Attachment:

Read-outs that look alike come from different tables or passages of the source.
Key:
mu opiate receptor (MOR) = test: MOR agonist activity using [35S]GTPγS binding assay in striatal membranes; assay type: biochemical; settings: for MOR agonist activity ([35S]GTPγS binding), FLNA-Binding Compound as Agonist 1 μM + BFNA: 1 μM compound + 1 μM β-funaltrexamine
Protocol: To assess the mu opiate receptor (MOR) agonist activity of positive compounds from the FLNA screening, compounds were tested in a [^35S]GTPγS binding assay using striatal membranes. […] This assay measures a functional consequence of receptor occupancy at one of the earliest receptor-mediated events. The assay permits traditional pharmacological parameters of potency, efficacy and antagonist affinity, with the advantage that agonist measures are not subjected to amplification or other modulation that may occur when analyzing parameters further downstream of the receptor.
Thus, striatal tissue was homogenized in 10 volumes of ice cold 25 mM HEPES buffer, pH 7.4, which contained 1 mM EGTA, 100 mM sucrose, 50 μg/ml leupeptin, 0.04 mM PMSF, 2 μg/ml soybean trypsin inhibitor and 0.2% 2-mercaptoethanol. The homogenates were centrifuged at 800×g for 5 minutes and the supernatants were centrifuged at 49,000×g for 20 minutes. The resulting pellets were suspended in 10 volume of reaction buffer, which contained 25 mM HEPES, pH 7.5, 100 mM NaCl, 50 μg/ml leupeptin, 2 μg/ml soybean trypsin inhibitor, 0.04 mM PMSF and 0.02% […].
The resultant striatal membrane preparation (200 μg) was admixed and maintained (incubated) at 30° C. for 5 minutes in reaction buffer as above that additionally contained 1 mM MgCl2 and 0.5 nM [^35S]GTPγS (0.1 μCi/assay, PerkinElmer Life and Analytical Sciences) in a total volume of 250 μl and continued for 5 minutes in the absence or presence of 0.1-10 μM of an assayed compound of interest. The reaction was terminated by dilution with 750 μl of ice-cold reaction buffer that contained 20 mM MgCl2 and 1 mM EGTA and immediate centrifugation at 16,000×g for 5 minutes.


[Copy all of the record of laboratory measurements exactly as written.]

Read-outs that look alike come from different tables or passages of the source.
Key:
mu opiate receptor (MOR) = test: MOR agonist activity using [35S]GTPγS binding assay in striatal membranes; assay type: biochemical; settings: for MOR agonist activity ([35S]GTPγS binding), FLNA-Binding Compound as Agonist 1 μM + BFNA: 1 μM compound + 1 μM β-funaltrexamine
Protocol: To assess the mu opiate receptor (MOR) agonist activity of positive compounds from the FLNA screening, compounds were tested in a [^35S]GTPγS binding assay using striatal membranes. […] This assay measures a functional consequence of receptor occupancy at one of the earliest receptor-mediated events. The assay permits traditional pharmacological parameters of potency, efficacy and antagonist affinity, with the advantage that agonist measures are not subjected to amplification or other modulation that may occur when analyzing parameters further downstream of the receptor.
Thus, striatal tissue was homogenized in 10 volumes of ice cold 25 mM HEPES buffer, pH 7.4, which contained 1 mM EGTA, 100 mM sucrose, 50 μg/ml leupeptin, 0.04 mM PMSF, 2 μg/ml soybean trypsin inhibitor and 0.2% 2-mercaptoethanol. The homogenates were centrifuged at 800×g for 5 minutes and the supernatants were centrifuged at 49,000×g for 20 minutes. The resulting pellets were suspended in 10 volume of reaction buffer, which contained 25 mM HEPES, pH 7.5, 100 mM NaCl, 50 μg/ml leupeptin, 2 μg/ml soybean trypsin inhibitor, 0.04 mM PMSF and 0.02% […].
The resultant striatal membrane preparation (200 μg) was admixed and maintained (incubated) at 30° C. for 5 minutes in reaction buffer as above that additionally contained 1 mM MgCl2 and 0.5 nM [^35S]GTPγS (0.1 μCi/assay, PerkinElmer Life and Analytical Sciences) in a total volume of 250 μl and continued for 5 minutes in the absence or presence of 0.1-10 μM of an assayed compound of interest. The reaction was terminated by dilution with 750 μl of ice-cold reaction buffer that contained 20 mM MgCl2 and 1 mM EGTA and immediate centrifugation at 16,000×g for 5 minutes.